There is no standard replacement interval for trunk lid lift supports. But, like most automotive components, trunk shocks are subject to wear and tear and can fail over time. You’ll need to replace your trunk struts when they’re no longer able to support the trunk lid. 

Can I replace my trunk lift support shocks myself?

Replacing trunk lift support shocks is an excellent DIY project for even car novices. It requires minimal mechanical know-how and only the most basic tools. 
That said, if you’re uncomfortable handling the job at home, you should contact a professional mechanic for a quick and easy repair. 


Generally, you can’t repair trunk lift supports. They’re sealed units containing pressurized gas or hydraulic fluid. Once they start to fail, you’ll need to replace them.
Lift supports can fail for a variety of reasons, including: 
  • Normal wear and tear
  • Overloading with excessive weight
  • Environment factors
  • Oil leaks
  • Physical damage
  • Misalignment
  • Poor-quality parts
The primary benefits of replacing trunk lift shocks are:
  • Improved trunk functionality
  • Enhanced safety and security
  • It prevents trunk damage
  • Easier trunk access
  • It preserves the vehicle’s value
  • Peace of mind

Meet Our Experts

John Davis
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Car Expert
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Certified mechanic with 10+ years of experience
John Davis is an expert automotive writer and former automotive mechanic. John's work spans multiple categories, and he relishes the opportunity to research a new subject and expand his area of expertise and industry knowledge. To date, John has written more than 200 articles covering car maintenance and care, car advice, how-to guides, and more.
Prior to joining Jerry’s editorial team, John worked as a mechanic and freelance writer, creating content for clients including HotCars and SetPower.
Jessica Barrett
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Car Expert
Jessica Barrett is a senior insurance writer and editor with 10 years of experience in the automotive and travel industries. A specialist in car insurance, car loans, and car ownership, Jessica’s mission is to create comprehensive content that car owners can use to manage their costs and improve their lives. As a managing editor for a team of writers and insurance specialists, Jessica has edited over 2,000 articles for Jerry on topics ranging from local insurance shopping tips to refinancing car loans with bad credit.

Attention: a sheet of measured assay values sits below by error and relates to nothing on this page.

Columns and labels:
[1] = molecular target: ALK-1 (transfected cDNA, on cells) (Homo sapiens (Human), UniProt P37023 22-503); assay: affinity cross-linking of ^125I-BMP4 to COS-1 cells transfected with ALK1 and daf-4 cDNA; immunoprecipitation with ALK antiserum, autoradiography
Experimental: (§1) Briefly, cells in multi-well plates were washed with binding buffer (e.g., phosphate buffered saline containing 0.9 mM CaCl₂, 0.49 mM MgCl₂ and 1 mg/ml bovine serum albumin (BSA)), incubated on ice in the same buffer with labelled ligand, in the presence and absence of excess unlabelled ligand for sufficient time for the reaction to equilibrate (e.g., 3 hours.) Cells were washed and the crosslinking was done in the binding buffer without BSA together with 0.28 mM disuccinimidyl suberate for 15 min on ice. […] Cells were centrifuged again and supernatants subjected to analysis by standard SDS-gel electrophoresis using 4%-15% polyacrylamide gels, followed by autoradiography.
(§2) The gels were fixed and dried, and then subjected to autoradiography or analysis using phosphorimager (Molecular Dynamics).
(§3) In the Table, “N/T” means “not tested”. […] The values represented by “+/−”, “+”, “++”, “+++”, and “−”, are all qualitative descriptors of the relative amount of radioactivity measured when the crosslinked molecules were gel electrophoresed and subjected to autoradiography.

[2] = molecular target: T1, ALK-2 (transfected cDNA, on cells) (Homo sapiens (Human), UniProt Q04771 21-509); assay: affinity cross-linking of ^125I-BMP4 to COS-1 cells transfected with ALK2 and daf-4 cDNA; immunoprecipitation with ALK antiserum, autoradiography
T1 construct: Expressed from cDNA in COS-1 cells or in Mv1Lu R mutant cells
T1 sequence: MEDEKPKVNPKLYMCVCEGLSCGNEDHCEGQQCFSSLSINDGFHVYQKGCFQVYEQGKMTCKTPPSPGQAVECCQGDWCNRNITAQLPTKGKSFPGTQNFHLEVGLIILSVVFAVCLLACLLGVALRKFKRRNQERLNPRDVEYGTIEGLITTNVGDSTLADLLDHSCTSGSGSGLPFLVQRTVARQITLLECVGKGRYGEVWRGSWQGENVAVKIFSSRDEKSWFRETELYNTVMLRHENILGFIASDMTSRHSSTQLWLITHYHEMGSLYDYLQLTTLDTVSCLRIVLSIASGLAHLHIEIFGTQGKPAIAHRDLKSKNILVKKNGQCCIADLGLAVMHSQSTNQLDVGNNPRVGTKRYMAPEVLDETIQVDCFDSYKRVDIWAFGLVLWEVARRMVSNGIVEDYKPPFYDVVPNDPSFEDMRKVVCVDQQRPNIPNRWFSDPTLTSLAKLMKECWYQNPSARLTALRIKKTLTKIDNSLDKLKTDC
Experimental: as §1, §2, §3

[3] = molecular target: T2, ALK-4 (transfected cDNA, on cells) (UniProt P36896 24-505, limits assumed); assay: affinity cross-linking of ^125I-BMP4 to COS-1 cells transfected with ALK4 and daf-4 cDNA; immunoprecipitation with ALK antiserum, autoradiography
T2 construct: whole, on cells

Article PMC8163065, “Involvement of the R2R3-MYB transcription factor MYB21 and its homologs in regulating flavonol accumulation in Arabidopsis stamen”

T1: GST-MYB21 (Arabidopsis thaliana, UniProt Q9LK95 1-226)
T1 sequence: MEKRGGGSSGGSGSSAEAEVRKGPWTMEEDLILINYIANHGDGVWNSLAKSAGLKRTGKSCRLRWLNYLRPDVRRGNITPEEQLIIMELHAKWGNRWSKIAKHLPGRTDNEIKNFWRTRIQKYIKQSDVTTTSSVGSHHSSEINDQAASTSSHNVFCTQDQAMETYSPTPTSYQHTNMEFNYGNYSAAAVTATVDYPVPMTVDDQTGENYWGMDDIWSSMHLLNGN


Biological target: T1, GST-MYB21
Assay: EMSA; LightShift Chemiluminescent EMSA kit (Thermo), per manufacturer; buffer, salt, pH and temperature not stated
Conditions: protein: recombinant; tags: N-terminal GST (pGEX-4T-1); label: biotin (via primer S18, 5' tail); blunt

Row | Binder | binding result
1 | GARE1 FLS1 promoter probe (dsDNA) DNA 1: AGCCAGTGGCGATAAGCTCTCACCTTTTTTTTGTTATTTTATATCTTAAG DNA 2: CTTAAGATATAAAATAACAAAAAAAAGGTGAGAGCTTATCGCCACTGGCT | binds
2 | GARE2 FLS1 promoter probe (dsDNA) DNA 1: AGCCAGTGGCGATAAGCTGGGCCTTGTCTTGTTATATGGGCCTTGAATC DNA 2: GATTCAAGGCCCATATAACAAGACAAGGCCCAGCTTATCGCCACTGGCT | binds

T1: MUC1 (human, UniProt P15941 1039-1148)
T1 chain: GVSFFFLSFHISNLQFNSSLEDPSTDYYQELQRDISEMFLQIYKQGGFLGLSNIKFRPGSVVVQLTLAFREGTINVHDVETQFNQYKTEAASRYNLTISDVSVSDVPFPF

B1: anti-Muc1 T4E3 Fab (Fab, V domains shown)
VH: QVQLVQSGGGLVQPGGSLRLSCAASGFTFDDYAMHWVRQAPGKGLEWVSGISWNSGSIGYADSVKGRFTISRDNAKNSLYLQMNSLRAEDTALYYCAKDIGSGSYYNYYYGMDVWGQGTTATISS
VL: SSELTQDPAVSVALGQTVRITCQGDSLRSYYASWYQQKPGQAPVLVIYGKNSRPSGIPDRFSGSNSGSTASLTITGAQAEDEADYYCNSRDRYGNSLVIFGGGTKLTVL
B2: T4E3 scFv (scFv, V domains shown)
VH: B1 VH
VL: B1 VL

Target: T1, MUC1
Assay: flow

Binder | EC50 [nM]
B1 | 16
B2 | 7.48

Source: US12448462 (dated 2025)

Before joining Jerry as a senior content editor in 2021, Jessica created visual content for clients such as Expedia, Vivid Seats, Budget Direct Car Insurance, Angie’s List, and HomeAdvisor. Her content was published in Business Insider, Forbes, Apartment Therapy, and the BBC.
Kathleen Flear
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Car Expert
Kathleen Flear is an expert insurance writer and editor who heads up Jerry’s editorial team as director of content. Kathleen empowers drivers to make smart car ownership decisions through  best-in-class articles on insurance, loans, and maintenance. Prior to joining Jerry in 2021, Kathleen served as managing editor for a team of SEO content marketing professionals at and worked as a freelance writer and editor for a range of digital publications, including Chicago Literati magazine and Golden Words. She earned a bachelor’s degree in English language and literature from Queen’s University, and a master’s degree in creative writing and fiction from Sierra Nevada University.
*The price information provided on our car repair webpages is intended for general informational purposes only. Actual prices for car repair services may vary based on various factors, including but not limited to the make and model of your vehicle, the extent of repair required, and the prevailing market conditions. All prices for real repair shops are estimations based on our research only. Therefore, the prices listed on our webpages should not be considered as final quotes or binding offers.